Wednesday, June 19 2013 9:45 AM EDT2013-06-19 13:45:09 GMT
COLUMBUS, Ga. (AP) - About 100 soldiers are scheduled to return to Fort Benning in Georgia after a nine-month deployment to Afghanistan. The Columbus Ledger-Enquirer reports (http://bit.ly/17WfBX4) thatMore >>
About 100 soldiers are scheduled to return to Fort Benning in Georgia after a nine-month deployment to Afghanistan. The unit is made up of soldiers assigned at Fort Benning and medical personnel from throughout the Army.More >>
Wednesday, June 19 2013 8:49 AM EDT2013-06-19 12:49:18 GMT
By JIM KUHNHENN Associated Press BERLIN (AP) - Trying to tamp down concerns about government over-reach, President Barack Obama on Wednesday defended U.S. Internet and phone surveillance programs asMore >>
Trying to tamp down concerns about government over-reach, President Barack Obama on Wednesday defended U.S. Internet and phone surveillance programs as narrowly targeted efforts that have saved lives and thwarted at least 50 terror threats.More >>
Wednesday, June 19 2013 12:44 AM EDT2013-06-19 04:44:24 GMT
Visitors paddling through south Georgia enjoyed a street party in their honor tonight.They gathered in downtown Camilla.Several hundred canoeists and kayakers are taking part in Paddle Georgia 2013. It'sMore >>
Visitors paddling through south Georgia enjoyed a street party in their honor tonight.They gathered in downtown Camilla.More >>
Wednesday, June 19 2013 12:34 AM EDT2013-06-19 04:34:01 GMT
Some central Albany eyesores are coming down to make way for what leaders hope will be a thriving mixed-income community.The Albany Housing Authority is still working on a plan that could bring up to 30-millionMore >>
Some central Albany eyesores are coming down to make way for what leaders hope will be a thriving mixed-income community.More >>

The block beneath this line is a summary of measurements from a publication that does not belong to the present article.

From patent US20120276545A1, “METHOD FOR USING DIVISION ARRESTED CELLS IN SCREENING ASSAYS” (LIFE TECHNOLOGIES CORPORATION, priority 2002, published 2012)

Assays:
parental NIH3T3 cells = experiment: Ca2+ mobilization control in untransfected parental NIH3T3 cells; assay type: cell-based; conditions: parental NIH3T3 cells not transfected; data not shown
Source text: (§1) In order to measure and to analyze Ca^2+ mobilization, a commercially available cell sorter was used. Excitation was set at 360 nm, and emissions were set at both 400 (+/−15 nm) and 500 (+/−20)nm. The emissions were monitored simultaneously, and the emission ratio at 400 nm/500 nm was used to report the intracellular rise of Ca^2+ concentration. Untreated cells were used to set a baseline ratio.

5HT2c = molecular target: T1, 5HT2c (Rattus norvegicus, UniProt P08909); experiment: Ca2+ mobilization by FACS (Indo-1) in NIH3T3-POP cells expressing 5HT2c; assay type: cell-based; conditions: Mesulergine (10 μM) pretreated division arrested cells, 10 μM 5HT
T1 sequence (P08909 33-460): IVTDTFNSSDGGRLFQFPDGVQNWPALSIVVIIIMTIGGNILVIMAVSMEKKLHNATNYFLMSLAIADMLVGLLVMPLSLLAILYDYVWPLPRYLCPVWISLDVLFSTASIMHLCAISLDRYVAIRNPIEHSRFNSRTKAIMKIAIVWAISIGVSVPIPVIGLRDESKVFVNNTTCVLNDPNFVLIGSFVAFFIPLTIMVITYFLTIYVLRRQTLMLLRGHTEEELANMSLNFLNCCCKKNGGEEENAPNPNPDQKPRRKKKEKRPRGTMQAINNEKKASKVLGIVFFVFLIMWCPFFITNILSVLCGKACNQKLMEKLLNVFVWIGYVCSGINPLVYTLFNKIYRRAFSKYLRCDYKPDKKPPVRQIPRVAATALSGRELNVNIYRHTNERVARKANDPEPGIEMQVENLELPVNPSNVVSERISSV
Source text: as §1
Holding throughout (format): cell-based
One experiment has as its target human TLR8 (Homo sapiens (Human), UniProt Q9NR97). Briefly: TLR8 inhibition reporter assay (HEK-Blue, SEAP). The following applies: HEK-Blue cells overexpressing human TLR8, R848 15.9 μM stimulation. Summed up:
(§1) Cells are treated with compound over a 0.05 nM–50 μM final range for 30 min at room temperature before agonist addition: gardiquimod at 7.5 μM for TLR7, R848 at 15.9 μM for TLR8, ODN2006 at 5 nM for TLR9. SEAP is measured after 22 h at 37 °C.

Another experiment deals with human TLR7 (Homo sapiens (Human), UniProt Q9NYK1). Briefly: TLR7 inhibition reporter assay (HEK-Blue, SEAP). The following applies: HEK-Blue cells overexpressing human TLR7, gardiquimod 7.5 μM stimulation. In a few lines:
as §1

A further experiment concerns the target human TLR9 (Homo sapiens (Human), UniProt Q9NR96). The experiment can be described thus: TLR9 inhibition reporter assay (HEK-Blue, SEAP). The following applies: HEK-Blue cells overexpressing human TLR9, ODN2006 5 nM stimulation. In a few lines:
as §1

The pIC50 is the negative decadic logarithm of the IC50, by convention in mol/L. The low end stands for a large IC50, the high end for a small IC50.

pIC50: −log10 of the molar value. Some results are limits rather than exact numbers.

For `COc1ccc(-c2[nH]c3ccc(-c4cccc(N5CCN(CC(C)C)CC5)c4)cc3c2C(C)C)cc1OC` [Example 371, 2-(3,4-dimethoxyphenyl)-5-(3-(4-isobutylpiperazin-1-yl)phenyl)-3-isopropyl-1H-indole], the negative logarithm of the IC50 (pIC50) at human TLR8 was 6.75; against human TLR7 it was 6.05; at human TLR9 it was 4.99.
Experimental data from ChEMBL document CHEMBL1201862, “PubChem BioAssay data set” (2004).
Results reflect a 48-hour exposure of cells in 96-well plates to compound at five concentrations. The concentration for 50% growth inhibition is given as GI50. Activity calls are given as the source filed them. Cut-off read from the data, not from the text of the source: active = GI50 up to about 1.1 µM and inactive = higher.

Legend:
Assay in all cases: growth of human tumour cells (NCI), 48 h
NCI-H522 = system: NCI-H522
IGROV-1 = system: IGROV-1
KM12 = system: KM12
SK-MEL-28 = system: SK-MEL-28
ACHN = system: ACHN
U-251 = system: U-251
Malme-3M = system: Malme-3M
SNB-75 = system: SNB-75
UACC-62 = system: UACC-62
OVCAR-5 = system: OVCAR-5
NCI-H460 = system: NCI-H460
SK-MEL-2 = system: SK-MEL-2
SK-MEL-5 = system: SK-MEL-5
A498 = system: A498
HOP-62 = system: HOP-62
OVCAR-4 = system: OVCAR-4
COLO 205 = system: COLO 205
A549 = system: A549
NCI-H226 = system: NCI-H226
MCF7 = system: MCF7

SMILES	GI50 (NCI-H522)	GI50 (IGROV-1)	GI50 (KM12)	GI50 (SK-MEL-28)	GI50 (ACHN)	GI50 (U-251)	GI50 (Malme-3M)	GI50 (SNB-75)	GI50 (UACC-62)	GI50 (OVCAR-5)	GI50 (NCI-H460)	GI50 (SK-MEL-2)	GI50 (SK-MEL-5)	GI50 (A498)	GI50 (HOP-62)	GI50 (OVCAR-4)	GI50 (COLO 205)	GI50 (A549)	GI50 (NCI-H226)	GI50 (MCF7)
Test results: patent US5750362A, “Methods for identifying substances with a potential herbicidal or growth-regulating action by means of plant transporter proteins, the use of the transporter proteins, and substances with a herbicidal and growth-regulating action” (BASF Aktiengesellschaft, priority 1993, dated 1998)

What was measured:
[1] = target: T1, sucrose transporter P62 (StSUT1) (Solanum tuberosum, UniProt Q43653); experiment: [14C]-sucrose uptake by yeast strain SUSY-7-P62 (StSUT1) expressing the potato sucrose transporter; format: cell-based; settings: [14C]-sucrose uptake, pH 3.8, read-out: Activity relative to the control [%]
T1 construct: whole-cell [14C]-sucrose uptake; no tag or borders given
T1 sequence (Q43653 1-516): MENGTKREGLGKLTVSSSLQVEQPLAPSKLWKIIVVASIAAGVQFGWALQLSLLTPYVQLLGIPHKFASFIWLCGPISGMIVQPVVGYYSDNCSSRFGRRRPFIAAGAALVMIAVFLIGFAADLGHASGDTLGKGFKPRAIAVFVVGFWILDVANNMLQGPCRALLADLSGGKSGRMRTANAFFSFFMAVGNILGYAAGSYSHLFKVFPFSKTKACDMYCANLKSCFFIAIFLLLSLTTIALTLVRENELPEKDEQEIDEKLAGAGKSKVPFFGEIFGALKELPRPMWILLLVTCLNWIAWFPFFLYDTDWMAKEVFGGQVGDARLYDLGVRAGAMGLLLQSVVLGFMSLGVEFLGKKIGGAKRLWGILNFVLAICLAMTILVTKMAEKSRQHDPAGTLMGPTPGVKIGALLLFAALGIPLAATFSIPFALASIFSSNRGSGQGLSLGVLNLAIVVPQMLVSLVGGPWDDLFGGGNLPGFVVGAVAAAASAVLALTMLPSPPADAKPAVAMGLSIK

Wednesday, June 19 2013 12:05 AM EDT2013-06-19 04:05:52 GMT
Five months after the mysterious murder of a Coffee County woman, people gathered Tuesday night in Douglas to remember her and to launch a community effort to make sure her case isn't forgotten. FriendsMore >>
People gather to bring attention to one of many unsolved murders of women in Coffee County.More >>
November 30, 2004
Albany - Five percent of people over the age of 12 have tried the deadly drug methamphetamine. That's hundreds of thousands of Americans, many of whom are addicted to meth. Tuesday, some public safety officers meet with state lawmakers to talk about the growing drug epidemic.
Common, easy to buy products can turn a few cold pills into a deadly drug. "Some say it's more addictive that crack," said Major Bill Berry with the Albany Dougherty Drug Unit .
The manufacturing and use of methamphetamine is sky-rocketing in Georgia. "If the trend continues, Georgia will be the number one meth producing state east of the Mississippi River. That's unacceptable," said Major Berry.
So unacceptable, Major Berry asked state representatives to come to Albany to discuss ways of combating the meth problem.
"There's a lot of about meth that isn't known, because it hasn't been studied long enough," said Representative Barbara Reese, of Summerville. Rep. Barbara Reese heads the House Meth Study Committee. She says restricting the sale of ephedrine, found in cold and sinus pills, is law enforcement's leading request.
"Without the ephedrine, you can't make meth. So, I think more strenuous control of that would help," said Austell Police Department Narcotics officer Steven Tarter."
"Right now it's a 300 pill limit. We would like to see that lowered," said Major Berry. Major Berry says more state and federal money is also needed. "If you have to clean up an apartment or house after a meth lab is found, it can run $50,000."
But despite the possible cost, Rep. Reese says cleaning up the statewide meth problem will be a priority for lawmakers this year. She hopes to also introduce a bill to require law enforcers to report any children living in a house where a meth lab was found to DEFACS, because the chemicals used to make the drug are so harmful.